Headband Telepathy And Robinson's Mindkiller
University of Virginia physicist Stuart Wolf believes that it might be possible to use ultrasonic technology encased in headbands and yamulkes to access information networks. The future that he imagines is somewhat brighter than the vision of science fiction writers like Spider Robinson, who see the potential for a darker future.
Sony has already filed a patent for this kind of device (see Sony Patents Ultrasound Brain Beam Matrix). Elizabeth Boukis, spokeswoman for Sony Electronics, says the work is speculative. "There were not any experiments done," she says. "This particular patent was a prophetic invention. It was based on an inspiration that this may someday be the direction that technology will take us." The application has references to several research papers; one showed in a Galvani-like experiment that ultrasound impulses can affect the excitability of nerves from frogs legs.
Wolf says "The vision is that we don't have a laptop anymore. We don't have a cellphone. We wear it. It's a headband. And instead of having a screen, we have direct coupling into the right side of the brain."
And he is talking about more than video games. It should be possible to access any information stored in any computer in the world. It should be possible to transmit not just ASCII text, but sight, smell, touch, taste and sound as well.
Imagine wearing a thin band of ultrasonic transducers controlled by hypersmart quantum computers, all linked up to a global network with infinite bandwidth. And you thought your iPod was cool.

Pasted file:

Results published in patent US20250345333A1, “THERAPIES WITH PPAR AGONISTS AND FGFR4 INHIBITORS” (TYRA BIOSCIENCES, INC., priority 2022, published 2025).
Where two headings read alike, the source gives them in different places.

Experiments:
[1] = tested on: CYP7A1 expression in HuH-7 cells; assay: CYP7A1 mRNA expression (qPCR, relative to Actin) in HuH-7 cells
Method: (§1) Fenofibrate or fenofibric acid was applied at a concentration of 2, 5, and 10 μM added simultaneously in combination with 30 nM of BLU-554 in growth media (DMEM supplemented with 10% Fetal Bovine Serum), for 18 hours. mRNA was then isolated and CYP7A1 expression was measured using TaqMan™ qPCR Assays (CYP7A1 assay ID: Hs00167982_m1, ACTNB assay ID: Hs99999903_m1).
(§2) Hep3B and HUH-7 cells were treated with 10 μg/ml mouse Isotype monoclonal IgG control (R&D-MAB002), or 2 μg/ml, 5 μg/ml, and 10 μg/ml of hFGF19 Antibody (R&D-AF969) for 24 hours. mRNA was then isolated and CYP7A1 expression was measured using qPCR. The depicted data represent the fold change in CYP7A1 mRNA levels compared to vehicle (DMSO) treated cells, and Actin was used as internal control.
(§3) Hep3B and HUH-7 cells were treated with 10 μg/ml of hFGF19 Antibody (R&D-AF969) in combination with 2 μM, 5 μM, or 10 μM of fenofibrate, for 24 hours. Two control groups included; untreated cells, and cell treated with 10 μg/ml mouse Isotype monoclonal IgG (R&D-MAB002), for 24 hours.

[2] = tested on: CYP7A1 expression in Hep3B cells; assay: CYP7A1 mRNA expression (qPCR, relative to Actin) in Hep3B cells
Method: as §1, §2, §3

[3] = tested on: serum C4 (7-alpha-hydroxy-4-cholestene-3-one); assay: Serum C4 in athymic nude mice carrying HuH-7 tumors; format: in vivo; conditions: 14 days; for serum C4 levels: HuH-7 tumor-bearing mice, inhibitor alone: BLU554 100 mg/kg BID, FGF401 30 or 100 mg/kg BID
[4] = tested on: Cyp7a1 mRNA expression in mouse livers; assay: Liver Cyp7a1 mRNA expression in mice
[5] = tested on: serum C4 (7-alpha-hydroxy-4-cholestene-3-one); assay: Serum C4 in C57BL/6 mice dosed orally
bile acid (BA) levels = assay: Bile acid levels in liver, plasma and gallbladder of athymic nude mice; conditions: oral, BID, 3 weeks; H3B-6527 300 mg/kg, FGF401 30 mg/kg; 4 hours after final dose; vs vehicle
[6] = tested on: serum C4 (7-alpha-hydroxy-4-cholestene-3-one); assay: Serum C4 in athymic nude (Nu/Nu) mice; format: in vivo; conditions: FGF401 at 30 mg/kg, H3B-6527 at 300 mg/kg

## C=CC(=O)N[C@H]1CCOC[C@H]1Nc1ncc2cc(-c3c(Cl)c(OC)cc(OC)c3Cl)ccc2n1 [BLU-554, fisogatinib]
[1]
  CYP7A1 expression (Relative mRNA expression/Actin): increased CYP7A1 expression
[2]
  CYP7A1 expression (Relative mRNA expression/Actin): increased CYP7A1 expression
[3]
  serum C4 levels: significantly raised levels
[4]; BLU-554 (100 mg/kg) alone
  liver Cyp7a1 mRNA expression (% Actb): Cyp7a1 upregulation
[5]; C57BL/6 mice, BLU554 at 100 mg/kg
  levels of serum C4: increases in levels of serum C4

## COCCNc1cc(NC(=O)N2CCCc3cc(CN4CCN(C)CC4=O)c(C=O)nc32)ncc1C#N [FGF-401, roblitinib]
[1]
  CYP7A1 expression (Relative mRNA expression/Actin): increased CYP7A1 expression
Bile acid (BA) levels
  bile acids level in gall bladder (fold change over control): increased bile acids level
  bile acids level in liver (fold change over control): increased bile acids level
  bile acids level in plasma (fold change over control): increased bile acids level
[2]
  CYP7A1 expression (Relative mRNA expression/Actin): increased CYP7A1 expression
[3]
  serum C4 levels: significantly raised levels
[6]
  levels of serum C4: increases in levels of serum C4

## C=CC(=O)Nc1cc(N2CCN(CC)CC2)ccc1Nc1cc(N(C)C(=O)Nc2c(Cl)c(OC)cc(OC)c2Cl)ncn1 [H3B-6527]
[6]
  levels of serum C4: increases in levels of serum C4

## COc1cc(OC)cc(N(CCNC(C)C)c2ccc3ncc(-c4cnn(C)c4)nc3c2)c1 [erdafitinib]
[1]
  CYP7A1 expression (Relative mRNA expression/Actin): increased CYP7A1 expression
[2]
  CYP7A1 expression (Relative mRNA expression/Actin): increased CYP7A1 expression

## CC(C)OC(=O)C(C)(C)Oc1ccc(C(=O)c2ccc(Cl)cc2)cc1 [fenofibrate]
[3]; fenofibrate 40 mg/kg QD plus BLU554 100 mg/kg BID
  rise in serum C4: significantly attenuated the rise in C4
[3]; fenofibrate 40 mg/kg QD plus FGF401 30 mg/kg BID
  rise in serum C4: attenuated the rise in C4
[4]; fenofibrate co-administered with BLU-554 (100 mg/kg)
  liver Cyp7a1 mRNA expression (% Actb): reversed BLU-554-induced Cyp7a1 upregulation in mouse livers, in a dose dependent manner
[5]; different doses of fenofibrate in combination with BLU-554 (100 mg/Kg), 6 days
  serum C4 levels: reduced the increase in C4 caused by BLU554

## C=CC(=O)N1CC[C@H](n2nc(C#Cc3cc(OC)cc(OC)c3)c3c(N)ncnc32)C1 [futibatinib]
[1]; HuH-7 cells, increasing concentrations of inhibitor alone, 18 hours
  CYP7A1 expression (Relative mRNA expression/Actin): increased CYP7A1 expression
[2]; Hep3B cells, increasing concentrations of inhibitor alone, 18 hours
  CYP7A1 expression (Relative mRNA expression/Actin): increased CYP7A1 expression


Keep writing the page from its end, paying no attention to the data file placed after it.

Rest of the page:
However, there is a dark side. In his 1982 novel Mindkiller, science fiction author Spider Robinson details the implications of having a device that could record and "dub" copies of human experience, and then send them into another mind.
"Suppose you could give a Hindu peasant the memories of, say, a scientific farmer? Not an account of those memories, translated into words and retranslated into print and retranslated into Hindi - but an actual, experimental memory. What soil looks like and smells like when it is most fruitful. The sound of a correctly tuned engine. The difference between hand-tight and wrench-tight..."
(Read more about Spider Robinson's mindwipe)
But what would happen if just one person or company or government had a monopoly on this technology? Your mind would not be your own. This same theme is explored in Roger Zelazny's 1967 award-winning novel Lord of Light. In that story, expatriates have brought this technology to another world, and imposed it on their descendants. They literally played god, and used it to make reincarnation a working, scientific fact; in the following excerpt, they used the probe-machine to investigate a murder.
It was early morning. Near the pool of the purple lotus, in the Garden of Joys, at the foot of the statue of the blue goddess with the veena, Brahma was located.
If you go a bit further back, you will find similar technology used in Cordwainer Smith's 1958 story No, No, Not Rogov!; in his story, Stalin requests the development of an espionage machine that could read anyone's thoughts, even at a distance.
The girl who found him first thought him to be resting... she realized that he was not breathing...
She trembled as she awaited the end of the universe. God being dead, she understood that this normally followed... But after a time... she thought it advisable to bring the matter of the imminent Yuga to the attention of someone better suited to cope with it...
Yama operated the machine that probes the mind. He probed thirty-seven subjects, all of whom could have had access to Brahma in his Garden during the entire day prior to his deicide... Of these, eleven were gods or goddesses... none was found to be guilty.
Kubera, the artificer stood at Yama's side, and he regarded the psych-tapes.. Only the Lords of Karma kept up to date life-record tapes on everyone in the Celestial City.
Although I enjoy the occasional technological future as much as (or more than) the next person, this is not something that governments or corporations should have.
Read the original article here; thanks to Scott for contacting me about this story.
Scroll down for more stories in the same category. (Story submitted 7/28/2006)
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